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Totem Middle School students create political cartoons
MARYSVILLE — Students at Totem Middle School have gotten a new perspective on both historic and current events, thanks to eighth-grade teacher Andrea Gannon assigning them with creating their own political cartoons.
"Since September, we've been looking at examples of primary sources and documents, and asking what the authors' purposes and points of view were," Gannon said. "We've analyzed the Constitution and the Bill of Rights, Civil War letters and mementos, and various treaties. As we moved into Washington state history, we spent time looking at David Horsey's political cartoons for the Seattle P-I, to separate out the nugget of truth from the details of how the subjects are treated."
Gannon's students had already gone over political cartoons from the Civil War to study propaganda, as the students inferred whether each cartoonist was an abolitionist or a supporter of slavery by their portrayals of the subject. A Southern response to the Emancipation Proclamation was also studied to build critical thinking skills about media spin. From there, Gannon let her students loose to draw their own cartoons about local and state issues, either from recent news or from the past eras they've covered in class.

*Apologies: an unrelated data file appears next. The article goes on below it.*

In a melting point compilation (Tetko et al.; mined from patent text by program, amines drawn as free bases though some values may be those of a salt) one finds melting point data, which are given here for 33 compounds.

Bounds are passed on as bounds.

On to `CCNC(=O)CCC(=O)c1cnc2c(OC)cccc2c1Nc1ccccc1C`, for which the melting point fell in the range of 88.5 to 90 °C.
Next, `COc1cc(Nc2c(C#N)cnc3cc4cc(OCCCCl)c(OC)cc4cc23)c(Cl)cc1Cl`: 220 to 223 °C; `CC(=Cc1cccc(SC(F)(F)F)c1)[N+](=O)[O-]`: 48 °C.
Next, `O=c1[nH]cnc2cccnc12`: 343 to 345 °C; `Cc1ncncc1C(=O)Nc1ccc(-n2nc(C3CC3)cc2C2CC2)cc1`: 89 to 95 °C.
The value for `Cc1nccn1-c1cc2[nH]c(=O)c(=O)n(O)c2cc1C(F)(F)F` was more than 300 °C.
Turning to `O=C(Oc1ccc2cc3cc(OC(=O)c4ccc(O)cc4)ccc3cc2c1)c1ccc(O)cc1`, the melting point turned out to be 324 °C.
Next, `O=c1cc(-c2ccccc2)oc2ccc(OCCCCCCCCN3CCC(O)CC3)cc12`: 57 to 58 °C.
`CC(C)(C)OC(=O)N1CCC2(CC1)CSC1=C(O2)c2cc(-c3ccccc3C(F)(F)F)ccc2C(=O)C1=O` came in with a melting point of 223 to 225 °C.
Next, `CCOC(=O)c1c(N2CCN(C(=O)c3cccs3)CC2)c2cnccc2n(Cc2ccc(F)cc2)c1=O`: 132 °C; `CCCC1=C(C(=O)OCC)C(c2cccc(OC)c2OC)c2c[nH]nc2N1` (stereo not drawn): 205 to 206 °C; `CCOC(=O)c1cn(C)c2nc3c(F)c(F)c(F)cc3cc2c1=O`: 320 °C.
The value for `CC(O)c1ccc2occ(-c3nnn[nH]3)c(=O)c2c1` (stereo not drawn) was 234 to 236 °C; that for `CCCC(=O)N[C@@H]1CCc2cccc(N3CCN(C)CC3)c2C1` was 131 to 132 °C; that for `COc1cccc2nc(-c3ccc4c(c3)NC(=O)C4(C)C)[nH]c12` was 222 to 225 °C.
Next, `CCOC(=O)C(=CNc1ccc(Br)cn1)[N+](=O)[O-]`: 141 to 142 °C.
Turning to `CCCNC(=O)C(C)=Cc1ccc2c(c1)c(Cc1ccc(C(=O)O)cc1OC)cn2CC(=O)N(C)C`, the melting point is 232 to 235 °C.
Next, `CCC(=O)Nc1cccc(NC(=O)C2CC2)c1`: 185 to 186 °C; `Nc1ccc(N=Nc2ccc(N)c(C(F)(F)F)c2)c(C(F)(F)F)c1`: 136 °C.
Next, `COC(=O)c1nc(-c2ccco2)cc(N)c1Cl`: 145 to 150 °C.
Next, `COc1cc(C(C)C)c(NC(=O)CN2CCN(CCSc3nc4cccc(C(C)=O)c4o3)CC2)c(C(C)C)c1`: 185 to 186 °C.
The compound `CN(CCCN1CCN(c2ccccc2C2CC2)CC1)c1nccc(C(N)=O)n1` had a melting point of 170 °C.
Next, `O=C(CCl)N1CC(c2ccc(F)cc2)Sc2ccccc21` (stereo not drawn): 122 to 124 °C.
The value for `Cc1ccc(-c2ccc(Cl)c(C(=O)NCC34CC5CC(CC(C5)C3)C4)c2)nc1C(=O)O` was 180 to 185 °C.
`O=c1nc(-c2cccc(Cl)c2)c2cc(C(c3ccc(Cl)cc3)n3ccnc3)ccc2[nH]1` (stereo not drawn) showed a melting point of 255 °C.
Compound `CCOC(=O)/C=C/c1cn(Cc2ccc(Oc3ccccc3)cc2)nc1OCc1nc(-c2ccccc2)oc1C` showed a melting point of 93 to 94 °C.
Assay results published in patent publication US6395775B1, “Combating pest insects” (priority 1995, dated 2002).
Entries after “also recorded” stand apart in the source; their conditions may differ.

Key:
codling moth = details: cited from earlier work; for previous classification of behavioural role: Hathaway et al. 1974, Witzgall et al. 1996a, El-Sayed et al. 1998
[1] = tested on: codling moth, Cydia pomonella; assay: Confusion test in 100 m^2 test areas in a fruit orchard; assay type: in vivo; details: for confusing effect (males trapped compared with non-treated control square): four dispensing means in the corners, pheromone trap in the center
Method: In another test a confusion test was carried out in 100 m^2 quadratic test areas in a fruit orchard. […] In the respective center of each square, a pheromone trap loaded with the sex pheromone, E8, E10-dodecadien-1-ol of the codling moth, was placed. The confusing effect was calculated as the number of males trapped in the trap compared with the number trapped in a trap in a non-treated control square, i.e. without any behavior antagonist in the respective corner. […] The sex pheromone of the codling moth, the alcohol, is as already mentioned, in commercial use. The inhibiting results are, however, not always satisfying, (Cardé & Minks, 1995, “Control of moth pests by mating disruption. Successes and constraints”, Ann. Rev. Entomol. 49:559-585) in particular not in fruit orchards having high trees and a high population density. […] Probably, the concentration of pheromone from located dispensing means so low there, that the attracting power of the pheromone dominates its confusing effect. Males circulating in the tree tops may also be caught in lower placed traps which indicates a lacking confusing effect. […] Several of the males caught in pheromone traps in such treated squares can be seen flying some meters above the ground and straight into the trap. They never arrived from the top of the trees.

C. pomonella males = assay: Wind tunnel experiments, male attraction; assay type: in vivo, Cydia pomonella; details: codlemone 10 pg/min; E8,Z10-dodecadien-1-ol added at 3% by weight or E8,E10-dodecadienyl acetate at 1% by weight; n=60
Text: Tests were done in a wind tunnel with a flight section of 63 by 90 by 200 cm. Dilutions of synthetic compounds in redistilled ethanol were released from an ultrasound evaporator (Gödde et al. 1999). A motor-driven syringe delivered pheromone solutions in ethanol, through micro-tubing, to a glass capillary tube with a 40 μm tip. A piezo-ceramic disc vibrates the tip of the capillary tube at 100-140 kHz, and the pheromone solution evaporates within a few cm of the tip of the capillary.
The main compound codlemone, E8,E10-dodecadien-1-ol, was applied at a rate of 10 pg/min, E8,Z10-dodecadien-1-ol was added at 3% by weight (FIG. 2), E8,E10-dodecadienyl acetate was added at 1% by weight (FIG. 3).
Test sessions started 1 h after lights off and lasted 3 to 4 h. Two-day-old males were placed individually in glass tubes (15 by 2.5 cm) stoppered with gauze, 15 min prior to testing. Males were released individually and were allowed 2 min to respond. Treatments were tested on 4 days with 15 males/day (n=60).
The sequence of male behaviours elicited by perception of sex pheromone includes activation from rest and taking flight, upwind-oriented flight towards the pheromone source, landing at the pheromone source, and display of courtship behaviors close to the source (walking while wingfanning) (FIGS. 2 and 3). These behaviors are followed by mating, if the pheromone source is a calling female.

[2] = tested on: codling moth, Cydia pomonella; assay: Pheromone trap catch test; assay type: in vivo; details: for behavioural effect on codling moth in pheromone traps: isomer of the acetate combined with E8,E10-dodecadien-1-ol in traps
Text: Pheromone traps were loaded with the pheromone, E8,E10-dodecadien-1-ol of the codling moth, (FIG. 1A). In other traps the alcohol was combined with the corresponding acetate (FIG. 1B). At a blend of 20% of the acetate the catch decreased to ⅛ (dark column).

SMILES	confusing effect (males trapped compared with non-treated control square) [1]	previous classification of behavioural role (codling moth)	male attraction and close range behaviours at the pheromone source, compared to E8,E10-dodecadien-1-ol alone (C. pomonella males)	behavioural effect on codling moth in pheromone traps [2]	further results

"A lot of kids have drawn cartoons about going-out-of-business sales and the garbage strike," Gannon said. "Seattle-related topics like bad weather, Nirvana and 'Twilight' have also been popular. Because our school was in the news, some kids did cartoons about our principal leaving. Looking back, one cartoon was about how the reservations in the state have shrunk over time. They all did a great job, and it was interesting to see what resonated with them."
Maribel Delgado, 13, noted that drawing cartoons about the subjects she'd studied allowed her to express how she saw those events, while Daniel Aguilar, 14, admitted that it was more fun to draw about those topics than to write about them.
"When you can show your ideas like that, it gives you better insights into them," Aguilar said. "I got a lot more information about these events that I didn't know."
Miguel Mathis, 14, chose a visually striking method of portraying the white settlers' original relocation of Native Americans onto reservations.
"I showed the settler saying, 'We're going to put you on the reservation,' and the Native American not understanding what he was saying, but looking at the settler's gun and nodding his head," Mathis said.
"You can see these kids' personalities through their work," Gannon said. "They're a diverse bunch who don't always get the kudos they deserve, and writing alone doesn't always allow them to shine."